The second concern with the SEC’s admission policy is the lack of clear guidance and the disproportionate impact on some defendants.  The admissions policy may allow for subjective application without considering the individualized conduct of the defendant.  Although the admission policy is rooted in punishing the wrongdoer, the stated standards are not focused on evaluating the circumstances of the alleged wrongdoer.  And while the SEC purports to be focused on protecting “investors” and the market as a whole, the collateral consequences to shareholders of the alleged wrongdoer company are not even considered.

Finally, the admissions policy is susceptible to being used directly or indirectly as a negotiating tool for greater penalties.  This form of leverage could take the form of the SEC Enforcement Staff making overtures that, if a defendant were to agree to a higher penalty, the Enforcement Staff would not push for an admission.  Or the Enforcement Staff might be less direct and instead say that they are still considering whether to seek an admission but would be open to a settlement offer.  Regardless of the form it takes, leaving any discretion to the Enforcement Staff to seek an admission directly or indirectly increases the Enforcement Staff’s leverage for higher penalties.  The mere threat that the Enforcement Staff might seek the dreaded admission may result in defendants offering to settle for greater penalties than without that threat.

One possible solution may be to remove any discretion from the Enforcement Staff and place that discretion into the hands of the Trial Unit to evaluate whether the evidence is so strong that they would risk taking the matter to trial.  Another possible solution may be for the Enforcement Staff to determine from the Commission at the start of settlement negotiations whether the Commission would insist on an admission of wrongdoing.  That course would enable to the parties to negotiate under the same understanding of whether an admission is, in fact, likely to be sought.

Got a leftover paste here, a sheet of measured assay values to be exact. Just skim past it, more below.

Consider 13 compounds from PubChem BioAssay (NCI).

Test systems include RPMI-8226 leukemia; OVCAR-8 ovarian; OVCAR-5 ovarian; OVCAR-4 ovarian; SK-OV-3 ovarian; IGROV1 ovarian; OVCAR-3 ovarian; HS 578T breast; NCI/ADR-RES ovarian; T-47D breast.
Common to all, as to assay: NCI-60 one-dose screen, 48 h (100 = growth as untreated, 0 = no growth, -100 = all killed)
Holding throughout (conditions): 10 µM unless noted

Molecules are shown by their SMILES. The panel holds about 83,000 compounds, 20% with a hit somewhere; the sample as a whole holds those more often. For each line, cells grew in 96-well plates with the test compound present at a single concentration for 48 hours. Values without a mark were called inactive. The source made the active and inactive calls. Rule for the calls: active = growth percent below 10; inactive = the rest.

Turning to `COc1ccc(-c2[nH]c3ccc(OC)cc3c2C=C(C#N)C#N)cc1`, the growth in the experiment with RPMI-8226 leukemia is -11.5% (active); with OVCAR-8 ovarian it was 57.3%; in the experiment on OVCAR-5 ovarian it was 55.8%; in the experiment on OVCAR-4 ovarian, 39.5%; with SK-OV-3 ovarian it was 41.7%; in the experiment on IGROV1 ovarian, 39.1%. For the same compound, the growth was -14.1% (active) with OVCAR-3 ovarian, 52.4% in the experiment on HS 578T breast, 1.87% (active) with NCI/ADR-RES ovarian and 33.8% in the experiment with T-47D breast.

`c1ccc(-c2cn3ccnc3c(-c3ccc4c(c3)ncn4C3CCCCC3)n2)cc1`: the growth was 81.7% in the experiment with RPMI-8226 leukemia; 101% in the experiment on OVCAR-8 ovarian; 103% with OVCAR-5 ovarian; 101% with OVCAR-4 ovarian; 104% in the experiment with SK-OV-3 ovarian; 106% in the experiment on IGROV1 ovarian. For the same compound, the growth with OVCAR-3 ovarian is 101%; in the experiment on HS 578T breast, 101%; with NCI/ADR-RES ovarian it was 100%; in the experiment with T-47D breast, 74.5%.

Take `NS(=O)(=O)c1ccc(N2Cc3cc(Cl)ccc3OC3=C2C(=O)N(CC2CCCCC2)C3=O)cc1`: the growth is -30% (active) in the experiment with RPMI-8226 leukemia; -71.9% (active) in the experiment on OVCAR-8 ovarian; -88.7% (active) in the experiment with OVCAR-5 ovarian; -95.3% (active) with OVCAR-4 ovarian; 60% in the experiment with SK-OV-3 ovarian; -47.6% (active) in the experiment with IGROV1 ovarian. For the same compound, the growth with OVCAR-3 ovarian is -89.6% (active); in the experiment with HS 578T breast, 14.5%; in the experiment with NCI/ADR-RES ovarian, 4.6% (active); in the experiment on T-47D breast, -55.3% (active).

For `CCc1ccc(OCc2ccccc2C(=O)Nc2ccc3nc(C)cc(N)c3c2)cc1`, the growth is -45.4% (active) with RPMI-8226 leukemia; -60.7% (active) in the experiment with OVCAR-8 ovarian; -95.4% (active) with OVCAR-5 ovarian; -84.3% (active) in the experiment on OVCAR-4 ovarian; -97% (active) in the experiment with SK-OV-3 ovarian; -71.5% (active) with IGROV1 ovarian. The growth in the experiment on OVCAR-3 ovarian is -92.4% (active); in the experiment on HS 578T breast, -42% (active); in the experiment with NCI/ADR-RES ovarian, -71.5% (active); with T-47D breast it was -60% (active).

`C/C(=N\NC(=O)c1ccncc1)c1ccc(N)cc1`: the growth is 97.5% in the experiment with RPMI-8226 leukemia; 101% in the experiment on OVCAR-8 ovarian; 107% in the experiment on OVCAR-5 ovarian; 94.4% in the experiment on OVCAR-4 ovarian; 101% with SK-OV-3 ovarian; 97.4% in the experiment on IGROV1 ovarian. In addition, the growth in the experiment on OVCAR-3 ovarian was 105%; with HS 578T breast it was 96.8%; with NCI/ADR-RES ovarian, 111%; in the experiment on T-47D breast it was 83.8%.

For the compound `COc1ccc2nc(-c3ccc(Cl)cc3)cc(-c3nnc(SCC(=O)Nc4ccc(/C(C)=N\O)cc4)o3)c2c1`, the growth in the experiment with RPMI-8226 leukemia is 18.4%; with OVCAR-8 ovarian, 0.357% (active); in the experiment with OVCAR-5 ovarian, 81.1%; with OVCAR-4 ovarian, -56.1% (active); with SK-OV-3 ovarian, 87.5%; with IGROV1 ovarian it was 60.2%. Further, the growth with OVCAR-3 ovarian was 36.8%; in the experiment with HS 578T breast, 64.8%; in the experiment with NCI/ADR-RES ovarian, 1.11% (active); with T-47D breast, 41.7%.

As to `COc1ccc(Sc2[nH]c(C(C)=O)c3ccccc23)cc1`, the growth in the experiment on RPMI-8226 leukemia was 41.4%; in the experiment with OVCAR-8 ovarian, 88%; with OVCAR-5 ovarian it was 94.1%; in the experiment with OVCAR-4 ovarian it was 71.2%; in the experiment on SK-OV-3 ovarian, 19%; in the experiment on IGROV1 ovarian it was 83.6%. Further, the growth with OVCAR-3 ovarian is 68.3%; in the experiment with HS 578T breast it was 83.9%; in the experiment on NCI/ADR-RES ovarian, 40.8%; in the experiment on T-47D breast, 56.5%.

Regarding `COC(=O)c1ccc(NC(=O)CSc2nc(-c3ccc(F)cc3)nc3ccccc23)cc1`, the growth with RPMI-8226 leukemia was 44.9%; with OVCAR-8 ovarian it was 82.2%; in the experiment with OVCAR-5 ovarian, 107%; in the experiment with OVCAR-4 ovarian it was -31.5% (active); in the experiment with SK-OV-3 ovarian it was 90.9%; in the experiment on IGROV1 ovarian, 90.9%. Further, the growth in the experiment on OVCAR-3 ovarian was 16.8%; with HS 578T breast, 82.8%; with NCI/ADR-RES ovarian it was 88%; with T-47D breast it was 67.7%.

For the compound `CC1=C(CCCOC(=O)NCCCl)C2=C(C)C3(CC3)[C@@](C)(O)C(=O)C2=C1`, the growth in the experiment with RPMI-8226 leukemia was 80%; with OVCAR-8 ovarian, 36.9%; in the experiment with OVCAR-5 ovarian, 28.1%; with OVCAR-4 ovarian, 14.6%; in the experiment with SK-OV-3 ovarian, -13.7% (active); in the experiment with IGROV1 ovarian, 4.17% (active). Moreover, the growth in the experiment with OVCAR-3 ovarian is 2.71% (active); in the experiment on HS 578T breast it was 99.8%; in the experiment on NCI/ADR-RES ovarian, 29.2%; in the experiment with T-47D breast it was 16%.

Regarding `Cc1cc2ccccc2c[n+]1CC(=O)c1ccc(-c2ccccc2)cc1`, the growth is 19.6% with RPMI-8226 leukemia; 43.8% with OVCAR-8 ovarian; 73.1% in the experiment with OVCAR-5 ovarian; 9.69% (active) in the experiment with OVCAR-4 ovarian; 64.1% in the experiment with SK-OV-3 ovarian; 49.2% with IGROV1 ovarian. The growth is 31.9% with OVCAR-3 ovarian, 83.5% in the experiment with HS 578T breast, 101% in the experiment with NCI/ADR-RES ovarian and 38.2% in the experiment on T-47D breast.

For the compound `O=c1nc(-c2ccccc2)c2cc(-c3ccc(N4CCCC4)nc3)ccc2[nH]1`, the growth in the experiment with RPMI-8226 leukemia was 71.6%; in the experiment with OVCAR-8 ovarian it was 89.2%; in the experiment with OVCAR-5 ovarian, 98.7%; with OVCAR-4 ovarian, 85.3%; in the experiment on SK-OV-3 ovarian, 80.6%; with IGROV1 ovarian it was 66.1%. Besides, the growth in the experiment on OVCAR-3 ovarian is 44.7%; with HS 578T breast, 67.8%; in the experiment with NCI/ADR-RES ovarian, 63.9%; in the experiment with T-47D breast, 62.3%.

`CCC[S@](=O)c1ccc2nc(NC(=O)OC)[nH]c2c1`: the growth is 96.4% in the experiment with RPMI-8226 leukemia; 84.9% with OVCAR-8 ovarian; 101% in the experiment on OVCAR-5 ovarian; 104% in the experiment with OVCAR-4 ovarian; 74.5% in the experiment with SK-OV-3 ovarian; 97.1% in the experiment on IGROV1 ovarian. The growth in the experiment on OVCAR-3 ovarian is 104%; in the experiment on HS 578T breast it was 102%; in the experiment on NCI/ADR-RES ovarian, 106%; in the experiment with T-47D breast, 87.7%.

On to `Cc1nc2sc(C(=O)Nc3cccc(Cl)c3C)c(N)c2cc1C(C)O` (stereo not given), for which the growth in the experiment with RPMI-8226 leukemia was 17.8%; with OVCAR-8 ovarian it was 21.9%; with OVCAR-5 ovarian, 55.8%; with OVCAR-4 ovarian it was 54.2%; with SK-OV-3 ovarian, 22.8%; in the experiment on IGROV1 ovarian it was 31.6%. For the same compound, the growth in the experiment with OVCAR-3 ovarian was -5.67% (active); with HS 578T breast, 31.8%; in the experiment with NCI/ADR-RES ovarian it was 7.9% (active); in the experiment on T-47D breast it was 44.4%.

One thing is clear.  The SEC’s admission policy requires some rethinking.

The Center for Financial Stability (CFS) is a private, nonprofit institution focusing on global finance and markets. Its research is nonpartisan. This publication reflects the judgments and recommendations of the author(s). They do not necessarily represent the views of Members of the Advisory Board or Trustees, whose involvement in no way should be interpreted as an endorsement of the report by either themselves or the organizations with which they are affiliated.



Legislators Boast That Shrinking Size of GE Capital Proves Dodd-Frank Is a Success

Senator Sherrod Brown (D-OH) and Representative Maxine Waters (D-CA) asserted that the rescission by the Financial Stability Oversight Council (“FSOC”) of the systemically important financial institution (“SIFI”) designation of the General Electric Capital Corporation (“GECC”) proves that “FSOC is working just as Wall Street Reform intended: to protect working Americans from once again bailing out ‘too-big-to fail’ institutions.”

In a joint statement, the legislators asserted that SIFIs must choose between emphasizing oversight or stability: